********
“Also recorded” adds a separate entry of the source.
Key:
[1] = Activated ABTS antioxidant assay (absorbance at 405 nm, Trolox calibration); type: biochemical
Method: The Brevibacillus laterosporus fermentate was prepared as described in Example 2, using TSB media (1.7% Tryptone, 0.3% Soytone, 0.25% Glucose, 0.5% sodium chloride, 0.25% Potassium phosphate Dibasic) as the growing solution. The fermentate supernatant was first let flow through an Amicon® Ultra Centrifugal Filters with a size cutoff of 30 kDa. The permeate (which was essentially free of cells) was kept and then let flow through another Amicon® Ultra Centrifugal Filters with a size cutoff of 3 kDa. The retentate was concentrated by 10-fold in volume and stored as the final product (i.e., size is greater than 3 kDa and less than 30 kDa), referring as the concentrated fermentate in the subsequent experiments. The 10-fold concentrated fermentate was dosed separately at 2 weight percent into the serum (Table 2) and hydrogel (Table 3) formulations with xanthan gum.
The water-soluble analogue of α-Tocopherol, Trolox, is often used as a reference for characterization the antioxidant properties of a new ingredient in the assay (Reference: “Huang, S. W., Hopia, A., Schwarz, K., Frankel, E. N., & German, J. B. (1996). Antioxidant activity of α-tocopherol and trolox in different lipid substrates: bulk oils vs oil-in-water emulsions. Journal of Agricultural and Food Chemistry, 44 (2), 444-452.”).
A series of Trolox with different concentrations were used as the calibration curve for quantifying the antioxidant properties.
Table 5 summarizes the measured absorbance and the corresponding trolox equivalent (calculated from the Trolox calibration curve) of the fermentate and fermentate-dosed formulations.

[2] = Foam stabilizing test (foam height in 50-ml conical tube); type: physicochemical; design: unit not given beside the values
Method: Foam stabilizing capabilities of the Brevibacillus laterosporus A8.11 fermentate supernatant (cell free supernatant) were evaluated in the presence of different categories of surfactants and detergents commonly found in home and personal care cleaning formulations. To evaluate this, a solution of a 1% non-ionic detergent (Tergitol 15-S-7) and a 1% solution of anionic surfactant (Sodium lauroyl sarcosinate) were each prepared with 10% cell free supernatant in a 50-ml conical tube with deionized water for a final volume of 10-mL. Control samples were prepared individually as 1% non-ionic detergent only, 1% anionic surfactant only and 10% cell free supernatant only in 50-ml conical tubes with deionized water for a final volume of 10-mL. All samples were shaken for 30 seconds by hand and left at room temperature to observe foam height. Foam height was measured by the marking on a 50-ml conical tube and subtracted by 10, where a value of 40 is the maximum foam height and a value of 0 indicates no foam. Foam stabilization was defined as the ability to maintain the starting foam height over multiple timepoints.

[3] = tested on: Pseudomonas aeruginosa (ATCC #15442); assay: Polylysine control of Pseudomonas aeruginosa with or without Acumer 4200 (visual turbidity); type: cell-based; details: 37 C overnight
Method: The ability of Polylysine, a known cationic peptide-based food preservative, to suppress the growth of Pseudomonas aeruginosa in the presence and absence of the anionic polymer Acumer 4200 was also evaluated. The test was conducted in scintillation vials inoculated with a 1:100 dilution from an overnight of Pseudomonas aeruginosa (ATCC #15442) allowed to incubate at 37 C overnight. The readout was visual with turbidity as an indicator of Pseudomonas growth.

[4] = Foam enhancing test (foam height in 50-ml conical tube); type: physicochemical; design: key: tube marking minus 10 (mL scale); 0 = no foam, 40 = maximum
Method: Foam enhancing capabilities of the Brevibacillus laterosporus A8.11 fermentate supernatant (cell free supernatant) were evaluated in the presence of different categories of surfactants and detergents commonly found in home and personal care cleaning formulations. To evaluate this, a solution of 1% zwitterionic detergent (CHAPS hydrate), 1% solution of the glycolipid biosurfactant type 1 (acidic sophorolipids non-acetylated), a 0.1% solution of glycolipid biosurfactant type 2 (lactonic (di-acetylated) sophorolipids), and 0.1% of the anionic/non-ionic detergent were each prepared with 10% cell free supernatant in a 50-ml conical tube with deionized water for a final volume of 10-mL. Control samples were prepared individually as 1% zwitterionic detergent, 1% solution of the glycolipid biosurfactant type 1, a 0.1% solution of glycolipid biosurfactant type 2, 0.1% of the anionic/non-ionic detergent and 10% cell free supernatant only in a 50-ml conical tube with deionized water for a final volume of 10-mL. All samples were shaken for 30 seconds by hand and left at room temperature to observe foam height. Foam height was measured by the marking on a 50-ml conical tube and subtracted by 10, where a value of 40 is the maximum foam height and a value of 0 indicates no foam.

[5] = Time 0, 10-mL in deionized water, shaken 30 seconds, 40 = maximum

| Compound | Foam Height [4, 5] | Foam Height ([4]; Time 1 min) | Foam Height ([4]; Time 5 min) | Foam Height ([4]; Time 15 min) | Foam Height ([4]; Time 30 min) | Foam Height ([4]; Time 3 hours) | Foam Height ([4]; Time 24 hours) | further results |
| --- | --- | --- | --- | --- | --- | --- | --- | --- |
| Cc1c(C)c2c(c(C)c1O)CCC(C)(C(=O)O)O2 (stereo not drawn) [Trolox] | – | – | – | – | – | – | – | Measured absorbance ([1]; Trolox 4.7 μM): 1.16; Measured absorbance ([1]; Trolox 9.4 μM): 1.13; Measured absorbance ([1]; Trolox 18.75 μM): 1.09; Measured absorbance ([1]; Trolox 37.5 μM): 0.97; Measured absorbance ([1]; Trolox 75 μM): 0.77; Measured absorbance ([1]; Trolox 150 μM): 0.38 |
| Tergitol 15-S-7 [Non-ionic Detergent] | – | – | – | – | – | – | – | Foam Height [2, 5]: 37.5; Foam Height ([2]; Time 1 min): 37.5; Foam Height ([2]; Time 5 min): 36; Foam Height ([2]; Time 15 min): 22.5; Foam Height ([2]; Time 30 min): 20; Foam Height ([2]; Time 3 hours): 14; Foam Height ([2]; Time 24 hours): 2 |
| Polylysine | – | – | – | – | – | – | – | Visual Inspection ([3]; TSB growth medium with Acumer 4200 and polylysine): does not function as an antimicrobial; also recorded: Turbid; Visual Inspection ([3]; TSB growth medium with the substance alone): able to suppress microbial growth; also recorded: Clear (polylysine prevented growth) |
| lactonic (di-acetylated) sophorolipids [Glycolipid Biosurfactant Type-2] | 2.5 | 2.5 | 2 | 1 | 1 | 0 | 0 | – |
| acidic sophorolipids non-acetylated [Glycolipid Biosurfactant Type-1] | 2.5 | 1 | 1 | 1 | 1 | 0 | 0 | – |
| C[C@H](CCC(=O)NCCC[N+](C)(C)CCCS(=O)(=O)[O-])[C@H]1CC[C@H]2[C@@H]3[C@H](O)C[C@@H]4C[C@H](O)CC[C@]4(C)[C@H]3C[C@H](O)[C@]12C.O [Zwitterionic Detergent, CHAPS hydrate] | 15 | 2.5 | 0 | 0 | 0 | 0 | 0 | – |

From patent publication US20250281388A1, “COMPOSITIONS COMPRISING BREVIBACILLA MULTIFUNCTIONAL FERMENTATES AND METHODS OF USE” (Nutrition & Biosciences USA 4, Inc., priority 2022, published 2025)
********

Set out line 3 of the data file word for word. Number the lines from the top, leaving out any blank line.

[1] = Activated ABTS antioxidant assay (absorbance at 405 nm, Trolox calibration); type: biochemical